Up close: How the new Snapchat On-Demand Geofilters work

For as little as $5 per day, Snapchat lets anyone create custom stamps to add when sharing from particular locations. Will competitors target each other?

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One of the coolest things in Snapchat is the ability to add a geofilter to an image, a special stamp with the name of a place, business or event. Now, anyone, including brands, can easily make their own.

Snapchat announced the news today, saying that for as little as $5, you can create geofilters for anywhere within the US, the UK and Canada.

Here’s a walk-through of how these work. In this example, I went through the process to make one that would appear for anyone attending our SMX search marketing conference.

Submit Your Image

The first step is to visit the new On-Demand Geofilters area at Snapchat. You have to sign in with your Snapchat account information, then upload a file that meets the technical and creative guidelines.

On-Demand_Geofilters

Pick Your Dates

Next, you choose the date or dates you want the geofilter to be available. The longer it runs, the more you pay — though you won’t know the exact cost until you pick a location.

On-Demand_Geofilters 2

Select Your Location

Now for the fun part — geofencing. This means you’ll draw a virtual fence around the area where you want the geofilter to be available. It’s easy. You just click to highlight the area you want, which needs to be at least 20,000 square feet. Then you’ll be shown the cost for that area and those dates:

On-Demand_Geofilters 3

Pay & Play

Finally, you’ll be asked to submit a credit card and indicate if the geofilter is for personal or business use. The main difference is that personal geofilters can’t include brand images.

After placing your order, the geofilter goes off to Snapchat for review — there’s no ability for it to appear instantly. Currently, Snapchat says you’ll know by the next business day if it’s approved. In my test, it took about five minutes.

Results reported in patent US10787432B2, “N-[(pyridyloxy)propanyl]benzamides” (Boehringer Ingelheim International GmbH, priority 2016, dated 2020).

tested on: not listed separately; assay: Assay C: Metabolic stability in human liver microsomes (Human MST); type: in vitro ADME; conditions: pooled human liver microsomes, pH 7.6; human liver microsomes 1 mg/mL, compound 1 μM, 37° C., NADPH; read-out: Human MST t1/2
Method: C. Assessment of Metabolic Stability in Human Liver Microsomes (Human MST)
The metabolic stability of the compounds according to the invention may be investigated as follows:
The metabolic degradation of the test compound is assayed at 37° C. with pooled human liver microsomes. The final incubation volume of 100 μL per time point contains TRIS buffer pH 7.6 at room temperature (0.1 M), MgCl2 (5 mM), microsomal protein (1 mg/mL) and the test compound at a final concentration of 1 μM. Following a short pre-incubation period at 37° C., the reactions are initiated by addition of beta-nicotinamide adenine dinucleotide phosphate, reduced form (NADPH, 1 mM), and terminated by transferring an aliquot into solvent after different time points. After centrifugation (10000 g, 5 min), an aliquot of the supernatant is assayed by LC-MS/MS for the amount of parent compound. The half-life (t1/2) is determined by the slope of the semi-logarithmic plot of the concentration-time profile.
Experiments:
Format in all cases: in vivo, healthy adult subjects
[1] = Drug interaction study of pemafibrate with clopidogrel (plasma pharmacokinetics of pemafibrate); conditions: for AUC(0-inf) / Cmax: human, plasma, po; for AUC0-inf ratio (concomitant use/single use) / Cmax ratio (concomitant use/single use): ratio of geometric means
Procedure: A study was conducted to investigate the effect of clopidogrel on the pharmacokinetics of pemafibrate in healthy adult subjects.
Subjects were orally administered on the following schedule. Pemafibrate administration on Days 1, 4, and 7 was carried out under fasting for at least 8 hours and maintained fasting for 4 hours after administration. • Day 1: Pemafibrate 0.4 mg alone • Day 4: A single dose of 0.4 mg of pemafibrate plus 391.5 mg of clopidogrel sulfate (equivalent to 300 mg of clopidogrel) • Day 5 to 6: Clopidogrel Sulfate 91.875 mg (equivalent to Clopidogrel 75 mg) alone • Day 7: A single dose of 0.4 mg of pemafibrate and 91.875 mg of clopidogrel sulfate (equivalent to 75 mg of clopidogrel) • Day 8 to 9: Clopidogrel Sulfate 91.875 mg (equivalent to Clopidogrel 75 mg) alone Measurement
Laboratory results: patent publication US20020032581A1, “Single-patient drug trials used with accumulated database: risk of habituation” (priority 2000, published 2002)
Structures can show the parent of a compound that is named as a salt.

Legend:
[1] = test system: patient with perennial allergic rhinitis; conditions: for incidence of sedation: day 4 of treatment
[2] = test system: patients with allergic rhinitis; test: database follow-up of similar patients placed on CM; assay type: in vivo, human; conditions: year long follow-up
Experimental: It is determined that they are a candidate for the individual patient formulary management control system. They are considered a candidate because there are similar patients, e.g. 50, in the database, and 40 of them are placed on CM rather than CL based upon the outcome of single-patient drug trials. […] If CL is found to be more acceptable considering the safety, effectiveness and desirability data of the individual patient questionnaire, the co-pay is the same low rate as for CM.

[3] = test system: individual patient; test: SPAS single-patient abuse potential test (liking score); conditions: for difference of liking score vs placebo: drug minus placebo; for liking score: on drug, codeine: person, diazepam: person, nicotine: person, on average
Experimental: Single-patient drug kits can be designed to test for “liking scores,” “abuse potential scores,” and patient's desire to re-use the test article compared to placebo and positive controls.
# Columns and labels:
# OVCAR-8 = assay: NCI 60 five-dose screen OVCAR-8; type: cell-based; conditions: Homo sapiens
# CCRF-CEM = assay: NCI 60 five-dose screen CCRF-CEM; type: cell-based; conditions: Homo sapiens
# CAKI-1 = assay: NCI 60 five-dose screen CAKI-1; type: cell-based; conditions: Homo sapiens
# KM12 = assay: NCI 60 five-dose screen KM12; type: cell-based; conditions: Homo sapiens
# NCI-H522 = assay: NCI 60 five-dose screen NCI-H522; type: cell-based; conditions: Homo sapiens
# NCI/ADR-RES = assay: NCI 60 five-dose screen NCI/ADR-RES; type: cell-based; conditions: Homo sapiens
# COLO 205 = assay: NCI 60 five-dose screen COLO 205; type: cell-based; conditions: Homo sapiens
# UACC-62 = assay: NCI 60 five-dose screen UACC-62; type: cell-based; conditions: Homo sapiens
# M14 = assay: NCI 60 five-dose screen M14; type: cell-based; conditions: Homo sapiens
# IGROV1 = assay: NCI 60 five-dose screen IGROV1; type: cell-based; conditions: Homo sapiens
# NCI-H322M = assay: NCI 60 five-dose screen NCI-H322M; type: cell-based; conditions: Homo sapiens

If approved, then you’ll have filters like some of these I’ve spotted myself, in the past:

https://twitter.com/dannysullivan/status/651625530056409089

Here’s how one of our own looked that we ran during SMX:

After It Goes Live

Snapchat will email you when your geofilter goes live and send you another email when it ends. You can also view metrics for your geofilter. Here’s an example of how it shows the uses and overall views for a campaign we ran:

snapchat metrics

Sadly, you can’t take a preexisting geofilter and reuse it for the future. Instead, you have to create an entire new order from scratch, including uploading your image again.

Snapchat’s Limits

There are cases where On-Demand Geofilter orders you place might get disapproved. In particular, Snapchat won’t allow more than seven geofilters at any time in any particular location. You won’t know if this limit has been reached when placing your order; you’ll only be told after the fact.

Snapchat also won’t allow On-Demand Geofilters to appear in the same place where Live Stories or Sponsored Geofilters may be running. Again, you might not realize this is the case when placing an initial order.

Targeting Competitors?

It’ll be interesting to see how these play out. It certainly makes it super-easy for many brands to quickly build them around their own businesses. But it also makes it possible for brands to target other businesses and events offered by competitors.

Microsoft, for example, potentially could target Google’s big I/O conference — and Google could do the same with Microsoft’s Build event. The guidelines don’t seem to prevent this. Will dueling geofilters be headed our way?



Postscript: This story was originally posted on February 22, 2016 and updated to reflect new information about Snapchat’s geofilter limits and to add in campaign metrics.


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About the author

Danny Sullivan
Contributor
Danny Sullivan was a journalist and analyst who covered the digital and search marketing space from 1996 through 2017. He was also a cofounder of Third Door Media, which publishes Search Engine Land, MarTech, and produces the SMX: Search Marketing Expo and MarTech events. He retired from journalism and Third Door Media in June 2017. You can learn more about him on his personal site & blog He can also be found on Facebook and Twitter.

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